By Tom Ballard, Chief Alliance Officer, PYA
Our friend Brandon Bruce is clearly the Knoxville region’s modern day Renaissance Man.
Defined as a person with many talents or areas of knowledge, the term fits him to a tee. Bruce is first and foremost an entrepreneur, having co-founded and exited one venture – Cirrus Insight – with a college classmate and now serving as Co-Founder and Chief Executive Officer of Uncat, winner of the “Crowd Favorite” award during last month’s “Startup Day” in Knoxville.
That’s just for starters. He’s Chair of the Board of Directors of the Knoxville Entrepreneur Center, Muse Knoxville, Junior Achievement of East Tennessee, and local start-up SmartRIA; founded the 100Knoxville initiative focused on Black-owned businesses; chairs the Knoxville Chamber’s eKnox Broadband Task Force; co-founded the Knoxville Technology Council with John McNeely and others; launched the Startup Knox site with John Bruck; serves on the “Innov865 Alliance Steering Committee” and the Board of Directors of Cherokee Farm Development Corporation, the latter as overseer of the University of Tennessee’s Research Park; and was the force behind the November 8, 2017 successful effort to surpass the number of individuals who were simultaneously learning to code as confirmed by the Guinness Book of World Records.
Now, Bruce has added high school teaching to his mix of accomplishments, teaching two classes daily at Webb School. His topic should not be surprising; it’s “Introduction to Entrepreneurship and Design Thinking.” When Spring Semester starts, he’ll teach one introduction course and two honors classes.
“It’s a challenge to make each class excellent,” Bruce told us when we visited one day and he was fixing his tie, an adornment that is required of all teachers at Webb. “I’ve taught in high school classrooms in the past, but just as a guest speaker.”
Today, he’s working with 34 students divided equally between the two sections. The course is an elective, so the students want to be there. The class in the morning is about equally divided between male and female students, while the afternoon class is predominantly males.
So, how did Knoxville’s Renaissance Man add high school teaching to his mix? It no doubt starts with the fact that Bruce’s mother was a teacher, and his wife is also a college professor. In fact, we met Bruce when he was Director of Gifts and Grants at Maryville College before co-founding Cirrus Insight with Ryan Huff.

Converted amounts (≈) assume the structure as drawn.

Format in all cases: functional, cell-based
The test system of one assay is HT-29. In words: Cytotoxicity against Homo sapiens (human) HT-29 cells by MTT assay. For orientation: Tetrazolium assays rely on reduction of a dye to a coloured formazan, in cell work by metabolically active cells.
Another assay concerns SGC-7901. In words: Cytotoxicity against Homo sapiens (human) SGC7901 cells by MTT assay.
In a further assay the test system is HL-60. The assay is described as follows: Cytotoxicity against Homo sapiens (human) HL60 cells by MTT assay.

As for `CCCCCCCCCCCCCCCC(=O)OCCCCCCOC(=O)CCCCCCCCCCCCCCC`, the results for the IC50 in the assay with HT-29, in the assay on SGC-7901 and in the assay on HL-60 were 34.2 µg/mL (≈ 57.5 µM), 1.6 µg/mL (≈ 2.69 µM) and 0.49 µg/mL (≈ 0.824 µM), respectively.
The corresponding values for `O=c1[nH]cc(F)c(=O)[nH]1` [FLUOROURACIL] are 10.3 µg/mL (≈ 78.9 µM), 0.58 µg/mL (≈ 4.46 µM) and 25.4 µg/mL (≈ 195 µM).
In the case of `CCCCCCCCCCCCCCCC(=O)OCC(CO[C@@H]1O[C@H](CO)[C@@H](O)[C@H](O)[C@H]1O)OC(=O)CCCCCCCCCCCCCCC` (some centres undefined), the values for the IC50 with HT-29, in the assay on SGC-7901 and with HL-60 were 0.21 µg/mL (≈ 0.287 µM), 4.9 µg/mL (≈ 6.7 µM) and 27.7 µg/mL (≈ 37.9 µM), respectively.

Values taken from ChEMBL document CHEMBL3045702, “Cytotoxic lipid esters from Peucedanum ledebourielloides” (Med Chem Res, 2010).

“It’s a unique opportunity to join two things I’m passionate about – entrepreneurship and education,” he explains. “I’ve always had tremendous respect for teachers, and I have even more now that I’m in the classroom each day. My goal is for the students to dig into the world of entrepreneurship and get their hands dirty.”
The day that we visited one of the classes was a Monday after Bruce had just returned from a week of riding 426 miles from Nashville to Knoxville with 18 others for an initiative named Pedal for Alzheimer’s. It raises money for the dreaded disease, just one of the causes that inspires Bruce.
Bruce welcomed the students to class and interacted with them in his typical upbeat, cheery manner. He asked about the past week’s classes when they had a substitute teacher before engaging them in a give and take about a book that he had assigned them to read. Some liked it, but others did not. At least one said he liked the podcast better than the book. As those who know Bruce would expect, he inquired about their thinking about the book and their reasoning in a non-challenging way that also caused them to have to think more deeply than they might normally.
One of the on-going assignments is to invite an entrepreneur of each student’s choice to visit the class one day to share the experience of being an entrepreneur and the lessons learned. After all, it’s all about an “Introduction to Entrepreneurship and Design Thinking.”
If you want to see the results of those visits, check them out on the “Startup Knox” podcast website. There were 17 posted from the classes as of yesterday.